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Supervisors decide on next steps for mental health services for Pearl River County

Gulf Coast Mental Health (GCMH) announced on July 16, 2019, that it had met with its Board of Commissioners and determined they would not have funding to provide services beyond August 11, 2019.

Vickie Taylor, interim director of the agency, said shortly after the announcement was made, that her understanding is that money has run out because at some point the agency stopped billing insurance companies, including Medicaid, for the services it was providing.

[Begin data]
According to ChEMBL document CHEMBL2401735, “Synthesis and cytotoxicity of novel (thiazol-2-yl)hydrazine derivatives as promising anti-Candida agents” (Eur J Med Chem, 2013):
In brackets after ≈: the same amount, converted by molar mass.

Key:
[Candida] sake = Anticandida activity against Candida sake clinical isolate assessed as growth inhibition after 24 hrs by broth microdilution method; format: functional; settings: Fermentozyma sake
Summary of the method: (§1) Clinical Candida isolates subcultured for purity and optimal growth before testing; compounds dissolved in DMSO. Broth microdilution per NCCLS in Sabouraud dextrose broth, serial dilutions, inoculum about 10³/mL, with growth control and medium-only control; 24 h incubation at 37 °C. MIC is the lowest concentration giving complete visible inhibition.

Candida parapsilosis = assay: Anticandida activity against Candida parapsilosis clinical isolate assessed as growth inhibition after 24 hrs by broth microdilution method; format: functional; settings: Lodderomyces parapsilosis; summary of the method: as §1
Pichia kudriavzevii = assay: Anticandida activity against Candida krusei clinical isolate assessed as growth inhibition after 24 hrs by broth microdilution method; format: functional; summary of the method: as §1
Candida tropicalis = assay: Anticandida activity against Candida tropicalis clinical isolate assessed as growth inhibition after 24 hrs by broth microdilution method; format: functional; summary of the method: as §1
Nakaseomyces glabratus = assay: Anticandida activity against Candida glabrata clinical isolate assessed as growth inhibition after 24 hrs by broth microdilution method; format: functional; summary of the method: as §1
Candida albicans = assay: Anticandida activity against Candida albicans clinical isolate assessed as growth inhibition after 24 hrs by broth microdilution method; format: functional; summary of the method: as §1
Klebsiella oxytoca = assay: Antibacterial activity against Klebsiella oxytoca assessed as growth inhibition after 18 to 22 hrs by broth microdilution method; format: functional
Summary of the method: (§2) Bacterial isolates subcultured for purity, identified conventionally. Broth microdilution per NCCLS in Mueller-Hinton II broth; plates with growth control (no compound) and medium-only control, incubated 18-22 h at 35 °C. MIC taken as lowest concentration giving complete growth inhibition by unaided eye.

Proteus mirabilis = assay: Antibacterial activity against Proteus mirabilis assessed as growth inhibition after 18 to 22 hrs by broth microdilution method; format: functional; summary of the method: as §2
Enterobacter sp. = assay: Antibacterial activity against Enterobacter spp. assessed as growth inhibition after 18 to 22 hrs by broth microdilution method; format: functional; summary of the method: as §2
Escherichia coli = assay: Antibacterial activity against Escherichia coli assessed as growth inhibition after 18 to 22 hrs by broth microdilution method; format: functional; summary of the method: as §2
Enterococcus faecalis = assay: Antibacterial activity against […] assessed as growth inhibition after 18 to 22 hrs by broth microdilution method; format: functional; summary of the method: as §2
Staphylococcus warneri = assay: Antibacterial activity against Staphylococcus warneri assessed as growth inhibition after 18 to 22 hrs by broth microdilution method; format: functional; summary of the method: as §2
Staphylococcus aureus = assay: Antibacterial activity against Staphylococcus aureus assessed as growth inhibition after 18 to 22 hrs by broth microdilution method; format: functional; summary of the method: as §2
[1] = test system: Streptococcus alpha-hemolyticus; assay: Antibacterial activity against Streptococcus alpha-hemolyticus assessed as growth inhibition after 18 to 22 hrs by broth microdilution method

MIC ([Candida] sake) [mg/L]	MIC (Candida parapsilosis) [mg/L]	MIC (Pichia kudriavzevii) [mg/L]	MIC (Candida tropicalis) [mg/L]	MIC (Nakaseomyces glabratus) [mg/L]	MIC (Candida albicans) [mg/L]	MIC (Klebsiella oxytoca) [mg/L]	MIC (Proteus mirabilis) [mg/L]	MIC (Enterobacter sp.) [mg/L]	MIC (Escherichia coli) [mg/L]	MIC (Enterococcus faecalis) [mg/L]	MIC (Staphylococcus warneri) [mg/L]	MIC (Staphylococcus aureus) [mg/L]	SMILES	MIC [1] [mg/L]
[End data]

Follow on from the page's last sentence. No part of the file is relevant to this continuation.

The Pearl River County Board of Supervisors held a specially called meeting on Monday (July 29, 2019) to discuss their response to the state Department of Mental Health on the issues at hand with the financial situation of Gulf Coast Mental Health Center, the designated community mental health centers (CMHCs) for mental health services in Region 13 (Pearl River, Hancock, Harrison, and Stone counties).

The Supervisors heard an update from County Administrator Adrain Lumpkin based information that he had been able to gather the previous week pertaining to the current and future direction of the GCMH. Lumpkin said that the state of Mississippi Department of Health had issued an ultimatum to GCMH that gave them two options that Lumpkin referred to as Option A and B.